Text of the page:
AMR Symposium


Tackling Anti-Microbial Resistance: How implementation research is vital in a One Health approach

November 23 2022 

Cape Town – South Africa

TGHN Conference:

The Global Health Network (TGHN) celebrates 10 years of mobilising research skills, know-how and methods to foster capable teams that generate new treatment strategies and prevention mechanisms that reduce the burden of disease within communities. The antimicrobial resistance (AMR) symposium is one of many preceding the main event which is a TGHN conference. The conference runs on 24 and 25 November 2022, with several symposia taking place on November 22 and 23 2022. 

The aim of this conference is to present research findings, and methods and processes, so we can learn from these to better enable research in every healthcare setting. An embedded theme of this conference is exploring equity in where research happens, who leads and who benefits. The purpose is to learn from each other and share excellence in approaches, processes, and methods. This also includes ensuring there is equitable access, representation, and participation at this conference. This conference will be a fantastic opportunity to learn from researchers working across different disease areas, geographies, and disciplines. The conference is organised on a not-for-profit basis. Every delegate who can pay to attend will be supporting a delegate who would otherwise not be able to attend through the Scholarship Award. More information on the conference themes and programme are available via the main conference website.

AMR Symposium Synopsis:

Antimicrobial Resistance (AMR) is an ongoing silent pandemic,(1) exacerbated in part by the ongoing COVID-19 pandemic. (2,3)The recently published global burden of bacterial antimicrobial resistance (4) published in The Lancet in January 2022, estimates that based on available evidence in 2019, over 4.95 million deaths globally were associated with drug-resistant infections and 1.27 million deaths were directly caused by drug-resistant organisms. While bacterial AMR was found to be a problem in all regions; the global burden of disease estimates show that the highest burden of AMR is in low and middle-income countries, particularly in the Sub-Saharan African region. (4) The review highlights the paucity of high-quality data in low-income settings and the importance of targeted AMR policies. (4) Specifically the review underscores the need to address various barriers to improved AMR data quality and surveillance efforts, expansion of stewardship initiatives, and barriers to access to new therapeutics and vaccines as well as the need for research and development.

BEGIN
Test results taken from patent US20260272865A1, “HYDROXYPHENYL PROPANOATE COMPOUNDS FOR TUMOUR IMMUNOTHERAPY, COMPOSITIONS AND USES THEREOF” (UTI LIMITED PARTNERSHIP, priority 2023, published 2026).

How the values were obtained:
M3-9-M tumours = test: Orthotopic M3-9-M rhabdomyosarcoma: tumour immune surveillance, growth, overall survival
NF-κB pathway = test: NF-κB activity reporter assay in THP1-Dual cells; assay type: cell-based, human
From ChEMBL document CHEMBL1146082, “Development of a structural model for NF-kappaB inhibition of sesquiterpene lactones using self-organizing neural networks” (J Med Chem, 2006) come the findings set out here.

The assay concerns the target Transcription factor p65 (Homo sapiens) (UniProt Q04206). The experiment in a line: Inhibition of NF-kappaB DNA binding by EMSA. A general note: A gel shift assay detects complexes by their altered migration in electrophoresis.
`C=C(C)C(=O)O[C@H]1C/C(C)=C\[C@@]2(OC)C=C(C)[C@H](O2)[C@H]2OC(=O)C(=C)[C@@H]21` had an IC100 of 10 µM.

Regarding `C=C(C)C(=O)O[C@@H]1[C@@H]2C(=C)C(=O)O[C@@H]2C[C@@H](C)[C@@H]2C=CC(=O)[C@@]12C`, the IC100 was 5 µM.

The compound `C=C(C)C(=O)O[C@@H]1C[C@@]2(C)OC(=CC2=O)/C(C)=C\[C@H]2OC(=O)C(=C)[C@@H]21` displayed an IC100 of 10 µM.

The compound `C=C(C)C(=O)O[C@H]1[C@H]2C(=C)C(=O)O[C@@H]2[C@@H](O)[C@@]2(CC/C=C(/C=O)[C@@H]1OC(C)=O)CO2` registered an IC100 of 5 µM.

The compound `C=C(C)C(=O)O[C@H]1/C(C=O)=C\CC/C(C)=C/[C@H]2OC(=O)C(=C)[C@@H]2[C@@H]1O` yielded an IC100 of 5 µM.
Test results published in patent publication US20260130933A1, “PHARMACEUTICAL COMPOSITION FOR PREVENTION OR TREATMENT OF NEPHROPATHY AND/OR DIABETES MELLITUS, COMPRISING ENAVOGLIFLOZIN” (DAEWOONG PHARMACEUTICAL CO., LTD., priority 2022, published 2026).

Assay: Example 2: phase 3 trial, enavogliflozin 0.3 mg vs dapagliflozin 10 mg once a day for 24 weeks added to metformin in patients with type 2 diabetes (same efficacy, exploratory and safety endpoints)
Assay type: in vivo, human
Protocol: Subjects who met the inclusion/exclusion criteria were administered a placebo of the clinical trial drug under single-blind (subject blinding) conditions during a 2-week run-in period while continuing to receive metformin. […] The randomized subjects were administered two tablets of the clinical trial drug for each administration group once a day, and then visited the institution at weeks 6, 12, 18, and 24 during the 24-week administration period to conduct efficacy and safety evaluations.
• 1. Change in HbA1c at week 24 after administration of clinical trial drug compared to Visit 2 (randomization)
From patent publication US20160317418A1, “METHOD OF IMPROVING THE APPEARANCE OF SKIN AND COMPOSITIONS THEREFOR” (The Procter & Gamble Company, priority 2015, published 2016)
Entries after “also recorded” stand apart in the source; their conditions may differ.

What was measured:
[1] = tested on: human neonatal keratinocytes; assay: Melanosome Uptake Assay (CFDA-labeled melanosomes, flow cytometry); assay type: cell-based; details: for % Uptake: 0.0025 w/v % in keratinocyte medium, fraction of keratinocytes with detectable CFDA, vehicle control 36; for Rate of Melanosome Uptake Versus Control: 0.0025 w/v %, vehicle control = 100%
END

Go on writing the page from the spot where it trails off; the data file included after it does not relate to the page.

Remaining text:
A holistic approach is needed to tackle AMR and eliminate the threat of AMR.(5) Using a one health whole of society approach similar to other pandemics like COVID-19 has been advocated as our best line of defence. The symposium aims to bring together practitioners, researchers, funders and policymakers. Bearing in mind that, while research and development (R&D) are key, new drugs and new vaccines are not produced fast enough to cope with the growing threat of AMR. Additionally, LMICs are less likely to be at the cusp of R&D due in part to a lack of facilities and while many initiatives are addressing AMR there is no systematic data collection. This symposium will therefore focus on implementation and operational research and will seek to drive the embedding of research within systems to improve data, implementation and translation to policy. The objective would be to call for further investment of funding for operational and implementation research as a vital component in tackling AMR with a One Health approach. 

The focal areas for the symposium will be the three core one health areas i.e. human health, animal health and environmental health. The symposium will provide a platform for open discussion with an overview of AMR in the one health context, experiences from the field and to identify what more needs to be done, validate or reality check one health priority areas and highlight how these can be addressed and implemented in the field allowing for translation into policy using a bottom-top approach. Additionally, the symposium would provide a platform to discuss how best to define a One Health research question and how to support genuine interdisciplinary research in this area. Two main outputs from the symposium will be a position paper and working groups to foster both north-south and south-south research collaborations to address AMR one health priorities.

 AMR Symposium